"Our super-lightweight Bleed Print Jersey is designed for those rides when the summer sun seems like your enemy. The material will wick away moisture from the skin so you can keep riding through the heat, while the bi-fabric construction uses an Italian Lycra designed to offer 50 SPF sun protection without adding to the weight of the garment. The open-knit mesh under the arms also allows cool air to flow between the jersey and the skin. The end result is a top that lets you concentrate on the challenges ahead, rather then irritations from sweat or sunburn.

"Technological clothing is at the heart of what we do, but Huez also delivers an elegant and modern aesthetic. Historically, cycling clothing derived it's look directly from the designs of the pros - often scattered with logos and bright colours to attract the attention of the cameras and fans lining the roads. We wanted to carry the same elegance and personality through our designs that you would find at the best fashion houses. For this, we partnered with Nick Bond, a graduate of Central St Martins, London, who had experience working with brands such as Paul Smith but was also an avid cyclist and could understand their needs.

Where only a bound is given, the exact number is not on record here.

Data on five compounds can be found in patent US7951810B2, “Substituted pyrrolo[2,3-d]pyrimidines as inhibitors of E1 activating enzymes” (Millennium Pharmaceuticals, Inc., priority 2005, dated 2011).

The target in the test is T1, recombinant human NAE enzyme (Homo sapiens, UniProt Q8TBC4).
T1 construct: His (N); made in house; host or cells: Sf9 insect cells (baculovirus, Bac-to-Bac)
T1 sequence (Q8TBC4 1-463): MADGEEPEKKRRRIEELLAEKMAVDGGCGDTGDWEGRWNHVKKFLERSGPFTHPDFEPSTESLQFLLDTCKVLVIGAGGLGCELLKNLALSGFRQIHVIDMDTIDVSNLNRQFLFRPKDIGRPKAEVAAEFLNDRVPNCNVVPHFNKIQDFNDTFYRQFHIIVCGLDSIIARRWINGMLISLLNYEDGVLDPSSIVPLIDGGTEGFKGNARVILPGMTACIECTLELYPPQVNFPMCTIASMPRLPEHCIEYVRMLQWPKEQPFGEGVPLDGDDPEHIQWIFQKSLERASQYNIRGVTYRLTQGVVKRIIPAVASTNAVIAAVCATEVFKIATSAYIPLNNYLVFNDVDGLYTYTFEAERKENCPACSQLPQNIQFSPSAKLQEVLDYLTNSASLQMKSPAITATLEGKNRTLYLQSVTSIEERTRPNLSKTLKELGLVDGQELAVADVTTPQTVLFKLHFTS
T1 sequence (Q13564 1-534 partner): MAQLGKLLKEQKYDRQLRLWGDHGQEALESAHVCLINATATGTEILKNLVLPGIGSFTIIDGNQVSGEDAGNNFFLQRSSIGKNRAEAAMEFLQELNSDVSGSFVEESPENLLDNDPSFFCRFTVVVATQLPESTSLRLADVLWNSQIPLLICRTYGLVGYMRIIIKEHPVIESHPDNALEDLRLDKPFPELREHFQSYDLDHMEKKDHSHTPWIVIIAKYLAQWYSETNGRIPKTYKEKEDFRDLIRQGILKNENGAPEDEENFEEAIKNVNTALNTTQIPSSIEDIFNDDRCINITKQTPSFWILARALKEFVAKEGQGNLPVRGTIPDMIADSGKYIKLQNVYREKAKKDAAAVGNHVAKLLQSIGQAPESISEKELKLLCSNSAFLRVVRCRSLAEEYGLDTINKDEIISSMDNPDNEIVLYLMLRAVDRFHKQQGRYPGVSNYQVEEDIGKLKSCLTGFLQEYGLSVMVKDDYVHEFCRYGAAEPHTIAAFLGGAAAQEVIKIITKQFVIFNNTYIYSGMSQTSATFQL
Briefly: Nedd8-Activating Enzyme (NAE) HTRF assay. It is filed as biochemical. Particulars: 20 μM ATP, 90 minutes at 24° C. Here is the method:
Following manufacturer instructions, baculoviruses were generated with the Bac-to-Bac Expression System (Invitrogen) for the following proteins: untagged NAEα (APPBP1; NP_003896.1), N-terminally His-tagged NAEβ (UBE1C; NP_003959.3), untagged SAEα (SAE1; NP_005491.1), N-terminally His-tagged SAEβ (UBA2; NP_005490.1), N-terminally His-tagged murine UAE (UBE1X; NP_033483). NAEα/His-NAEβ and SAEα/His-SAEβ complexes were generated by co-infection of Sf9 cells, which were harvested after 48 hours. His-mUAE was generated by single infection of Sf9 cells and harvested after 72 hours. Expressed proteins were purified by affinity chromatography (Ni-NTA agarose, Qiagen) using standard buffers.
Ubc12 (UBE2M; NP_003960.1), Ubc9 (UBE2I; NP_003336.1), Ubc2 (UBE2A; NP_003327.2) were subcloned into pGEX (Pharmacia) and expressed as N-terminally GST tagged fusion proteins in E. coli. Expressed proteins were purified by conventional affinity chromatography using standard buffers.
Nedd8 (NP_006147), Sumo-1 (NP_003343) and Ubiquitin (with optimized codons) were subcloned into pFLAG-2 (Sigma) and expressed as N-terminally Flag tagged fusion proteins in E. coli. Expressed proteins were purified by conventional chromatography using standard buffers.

"It's with Nick's help that we also recently launched our first women's collection. The sport was previously the domain of men, but in recent years women's cycling has grown at a tremendous rate and with it, a greater desire to look good on a bike. Where some brands simply "pink it and shrink it" for their women's collection, we have created specific patterns to work with the female form, while also building in our technical know-how to the range. Our Bia Jersey is the perfect example of this.

"So, if you happen to glance at the TV in the next few weeks and see the remarkable spectacle of the Tour de France, know that the technology that has derived from the heights of the sport is now available for cyclists of all abilities - the ideal collection in which to reach your goals when you set out on your next two-wheeled adventure. "